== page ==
CAN YOU EXPLAIN HOW RETROACTIVE JOINT CREDIT WILL WORK?
An important provision in the JQS is that Airmen can apply for retroactive joint credit. This applies to both active and reserve forces ... however, the timeframe for reservists extends further back - to implementation of Goldwater-Nichols Act of 1986. The retroactive provision for joint experience will run from Oct. 1, 2007 to Sept. 30, 2013. After that time a reservist may not be eligible to self-nominate their past experiences. Experience gained after Oct. 1, 2007 will need to be submitted for consideration within one year from date of return.
COULD RESERVE COMPONENT MEMBERS PLAY IN EITHER THE STANDARD OR EXPERIENCE-BASED JOINT DUTY ASSIGNMENT?
Yes, a reserve component Airmen might apply for joint credit through either the standard or the experienced-based path. Currently, the reserve components do not have any billets on the Joint Duty Assignment List, however, sometimes a reservist is assigned to a JDAL position. Thus, a reservist might begin in a standard joint duty assignment and acquire cumulative experience that may at some point be converted to points via the experience-based path.
DO ALL JOINT JOBS COUNT AS JOINT? (DO THEY ALL COUNT IF THEY ARE AT A JOINT LOCATION OR DO THEY NOT COUNT IF THEY ARE DOING AF WORK? WHO DECIDES?)
No, not all jobs in joint agencies or activities will count as "joint." The preponderance of the duties have to relate to the definition of joint matters. An example of a job that might fit in this category would be an MEO instructor working at DEOMI. Although the agency might be joint, or staffed by individuals from the other services, it doesn't mean the work they perform is "joint."
To answer the second part of that question ... a position may be joint even if the work being performed is in a service billet (which wouldn't count now under the standard joint duty assignment), as long as those duties fit the new definition of joint matters.
Well that's a tough question. The Joint Qualification System is set up to have review at successive levels. The service is responsible for reviewing self-nominations from the system and validating at their level it is joint. From there the package goes to the Joint Staff who is responsible for reviewing, validating, preparing the packages for a panel to review and approving or denying the requested joint credit.
DOES THE JQS REPLACE THE CURRENT JOINT ASSIGNMENT SYSTEM?
No, the JQS operationalizes the concepts and strategic vision for Joint Officer Development and JOM. The JQS is a total force initiative - allowing reserve component officers to gain an equivalent level of joint credit based upon an accumulation of joint experiences.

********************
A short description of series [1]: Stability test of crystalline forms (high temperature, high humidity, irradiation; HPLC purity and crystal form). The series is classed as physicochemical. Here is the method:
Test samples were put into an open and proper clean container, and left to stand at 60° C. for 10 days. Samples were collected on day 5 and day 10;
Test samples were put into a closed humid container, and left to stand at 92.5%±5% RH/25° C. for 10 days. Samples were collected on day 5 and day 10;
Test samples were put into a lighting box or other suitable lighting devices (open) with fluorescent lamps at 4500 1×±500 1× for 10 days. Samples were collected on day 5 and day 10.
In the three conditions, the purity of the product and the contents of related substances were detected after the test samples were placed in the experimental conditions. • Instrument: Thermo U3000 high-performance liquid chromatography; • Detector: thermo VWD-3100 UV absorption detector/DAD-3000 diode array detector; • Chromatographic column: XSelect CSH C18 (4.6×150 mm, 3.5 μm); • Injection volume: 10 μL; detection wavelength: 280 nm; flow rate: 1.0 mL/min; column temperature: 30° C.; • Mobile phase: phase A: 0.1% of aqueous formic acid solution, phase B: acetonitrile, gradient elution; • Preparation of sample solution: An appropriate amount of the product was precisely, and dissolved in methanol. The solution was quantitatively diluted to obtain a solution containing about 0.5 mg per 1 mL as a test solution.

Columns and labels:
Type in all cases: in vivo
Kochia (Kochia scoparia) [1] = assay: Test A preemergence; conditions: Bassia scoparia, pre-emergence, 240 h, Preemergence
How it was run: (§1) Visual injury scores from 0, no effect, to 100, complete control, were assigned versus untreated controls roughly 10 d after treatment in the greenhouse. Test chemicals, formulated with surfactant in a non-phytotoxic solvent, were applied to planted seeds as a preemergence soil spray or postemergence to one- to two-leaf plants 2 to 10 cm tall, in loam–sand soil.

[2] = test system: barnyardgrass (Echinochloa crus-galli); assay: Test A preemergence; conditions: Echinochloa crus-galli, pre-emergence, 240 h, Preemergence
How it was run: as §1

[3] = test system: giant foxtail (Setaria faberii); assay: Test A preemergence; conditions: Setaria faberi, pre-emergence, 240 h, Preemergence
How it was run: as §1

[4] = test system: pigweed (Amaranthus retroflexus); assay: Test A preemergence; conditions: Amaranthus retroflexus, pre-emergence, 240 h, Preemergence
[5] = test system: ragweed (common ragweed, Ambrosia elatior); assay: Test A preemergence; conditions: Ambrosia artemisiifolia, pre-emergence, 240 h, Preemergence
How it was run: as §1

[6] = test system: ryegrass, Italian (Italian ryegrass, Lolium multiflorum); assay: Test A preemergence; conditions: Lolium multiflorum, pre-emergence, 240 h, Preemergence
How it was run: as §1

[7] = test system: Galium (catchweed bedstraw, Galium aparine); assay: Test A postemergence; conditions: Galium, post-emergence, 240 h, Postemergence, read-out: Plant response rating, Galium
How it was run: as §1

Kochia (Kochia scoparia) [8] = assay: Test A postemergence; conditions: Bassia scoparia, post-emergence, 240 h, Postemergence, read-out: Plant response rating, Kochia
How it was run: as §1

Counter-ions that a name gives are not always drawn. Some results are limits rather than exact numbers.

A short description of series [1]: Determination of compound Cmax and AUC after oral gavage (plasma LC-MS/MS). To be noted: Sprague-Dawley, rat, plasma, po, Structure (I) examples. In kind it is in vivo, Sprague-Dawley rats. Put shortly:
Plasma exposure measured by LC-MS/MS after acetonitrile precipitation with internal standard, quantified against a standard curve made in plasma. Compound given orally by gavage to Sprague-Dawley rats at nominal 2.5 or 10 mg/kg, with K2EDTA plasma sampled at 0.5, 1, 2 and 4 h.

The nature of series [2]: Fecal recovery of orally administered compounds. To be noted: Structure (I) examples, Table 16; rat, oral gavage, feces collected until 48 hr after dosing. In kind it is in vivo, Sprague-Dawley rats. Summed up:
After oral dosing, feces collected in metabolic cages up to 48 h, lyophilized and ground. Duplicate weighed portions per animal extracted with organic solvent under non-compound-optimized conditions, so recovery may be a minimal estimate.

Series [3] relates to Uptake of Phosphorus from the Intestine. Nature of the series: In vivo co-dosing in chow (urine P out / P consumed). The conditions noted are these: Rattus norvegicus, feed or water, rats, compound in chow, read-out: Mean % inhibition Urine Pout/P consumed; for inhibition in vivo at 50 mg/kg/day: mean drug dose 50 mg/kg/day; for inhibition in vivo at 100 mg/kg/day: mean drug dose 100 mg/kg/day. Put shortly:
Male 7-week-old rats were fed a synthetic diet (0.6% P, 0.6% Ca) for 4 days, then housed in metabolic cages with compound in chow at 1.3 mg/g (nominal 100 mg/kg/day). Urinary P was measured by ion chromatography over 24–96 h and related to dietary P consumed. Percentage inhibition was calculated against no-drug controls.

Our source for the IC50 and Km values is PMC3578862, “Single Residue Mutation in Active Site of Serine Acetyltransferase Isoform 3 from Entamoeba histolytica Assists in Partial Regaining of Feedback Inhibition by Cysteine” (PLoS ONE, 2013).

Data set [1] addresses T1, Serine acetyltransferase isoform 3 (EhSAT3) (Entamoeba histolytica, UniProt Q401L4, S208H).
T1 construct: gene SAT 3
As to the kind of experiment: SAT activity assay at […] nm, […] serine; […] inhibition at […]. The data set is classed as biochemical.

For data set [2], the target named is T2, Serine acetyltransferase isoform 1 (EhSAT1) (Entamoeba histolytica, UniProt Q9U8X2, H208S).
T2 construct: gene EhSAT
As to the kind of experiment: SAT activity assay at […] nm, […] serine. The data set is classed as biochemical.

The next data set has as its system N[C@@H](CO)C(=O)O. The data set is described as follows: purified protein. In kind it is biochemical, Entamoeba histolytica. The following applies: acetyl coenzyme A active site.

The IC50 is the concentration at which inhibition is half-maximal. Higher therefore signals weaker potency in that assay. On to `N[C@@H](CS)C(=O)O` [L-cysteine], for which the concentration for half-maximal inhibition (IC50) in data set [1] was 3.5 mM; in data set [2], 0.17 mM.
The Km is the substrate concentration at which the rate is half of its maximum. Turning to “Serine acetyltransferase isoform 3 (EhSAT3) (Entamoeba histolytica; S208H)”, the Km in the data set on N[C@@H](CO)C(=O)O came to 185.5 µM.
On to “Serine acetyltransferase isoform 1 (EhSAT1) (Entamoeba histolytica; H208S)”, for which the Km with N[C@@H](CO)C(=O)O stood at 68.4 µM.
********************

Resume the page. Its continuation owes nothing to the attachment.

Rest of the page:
- JQS is NOT an "express lane" to joint qualification.
- JQS continues to require the services to maintain the Section 664 tour length average for officers serving in [traditional] Joint Duty Assignment List positions (36 months for O-6 & below; 24 months for general/flag officers)
HOW DO WE APPLY FOR JOINT DUTY CREDIT?
OSD has created a Web site which allows officers to self-nominate their experiences.
Answer several prescreening questions on this site. Based on responses, Airmen may be granted access to the self-nomination module. After gaining access, they will fill out information by filling in text blocks or selecting from drop down menus. When they've completed filling in the information, this will create their Joint Experience Summary, and they will be directed to provide documentation which shows proof of experiences. Documentation may come in the form of CED orders, awards, decorations, evaluation reports, etc.
When Airmen complete those steps, they will submit their information and a notification will be sent to the Air Force Reserve point of contact. A personnel representative will extract the information from the system and will review for points. Once the personnel rep reviews supporting documentation and validates experiences, the information will be packaged (probably quarterly) and staffed to the Joing Staff or OSD for review and approval. Once ARPC receives approval, they will send the Airman an update. Because of the MilPDS moratorium and projected DIMHRS implementation, it may be a while before the official personnel record can be updated. However, both the Air Force Reserve and the Joint Staff will maintain a record of the joint experience points/level earned.
HOW MANY OFFICERS DO WE HAVE IN JOINT POSITIONS/JOINT ACTIVITIES?
HOW WILL NATIONAL WAR COLLEGE, ICAF AND ARMY AND NAVY WAR COLLEGES WORK IN THE WAY OF POINTS SINCE THEY ARE JOINT?
Points are not awarded to JPME granting schools. JPME is one facet needed to gain joint qualification. It's a "must have." The other facet is joint experience which is gained through an assignment or a deployment(s). Other education/training, and participation in exercises is a third category. Knowledge gained through this third category may also provide points, however, joint experience points (as is JPME) are mandatory.
Should this change how we assign individuals to joint jobs in the Air Force Reserve?